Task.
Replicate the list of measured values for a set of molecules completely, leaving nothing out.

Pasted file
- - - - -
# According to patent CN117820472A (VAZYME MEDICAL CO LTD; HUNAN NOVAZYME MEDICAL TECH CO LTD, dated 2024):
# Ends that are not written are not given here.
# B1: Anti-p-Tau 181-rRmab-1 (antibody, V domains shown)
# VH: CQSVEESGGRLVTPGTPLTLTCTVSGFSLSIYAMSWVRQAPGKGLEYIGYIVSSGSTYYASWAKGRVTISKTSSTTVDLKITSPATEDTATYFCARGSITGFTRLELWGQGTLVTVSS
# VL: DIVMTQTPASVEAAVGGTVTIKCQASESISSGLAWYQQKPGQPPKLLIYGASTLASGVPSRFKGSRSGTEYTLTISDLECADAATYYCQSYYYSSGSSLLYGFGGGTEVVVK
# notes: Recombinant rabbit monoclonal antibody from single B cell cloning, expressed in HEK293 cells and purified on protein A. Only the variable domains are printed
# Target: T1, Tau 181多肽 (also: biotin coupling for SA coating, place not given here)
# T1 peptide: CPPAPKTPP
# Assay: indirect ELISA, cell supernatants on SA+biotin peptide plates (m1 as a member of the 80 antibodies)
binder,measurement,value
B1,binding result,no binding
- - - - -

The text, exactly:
# According to patent CN117820472A (VAZYME MEDICAL CO LTD; HUNAN NOVAZYME MEDICAL TECH CO LTD, dated 2024):
# Ends that are not written are not given here.
# B1: Anti-p-Tau 181-rRmab-1 (antibody, V domains shown)
# VH: CQSVEESGGRLVTPGTPLTLTCTVSGFSLSIYAMSWVRQAPGKGLEYIGYIVSSGSTYYASWAKGRVTISKTSSTTVDLKITSPATEDTATYFCARGSITGFTRLELWGQGTLVTVSS
# VL: DIVMTQTPASVEAAVGGTVTIKCQASESISSGLAWYQQKPGQPPKLLIYGASTLASGVPSRFKGSRSGTEYTLTISDLECADAATYYCQSYYYSSGSSLLYGFGGGTEVVVK
# notes: Recombinant rabbit monoclonal antibody from single B cell cloning, expressed in HEK293 cells and purified on protein A. Only the variable domains are printed
# Target: T1, Tau 181多肽 (also: biotin coupling for SA coating, place not given here)
# T1 peptide: CPPAPKTPP
# Assay: indirect ELISA, cell supernatants on SA+biotin peptide plates (m1 as a member of the 80 antibodies)
binder,measurement,value
B1,binding result,no binding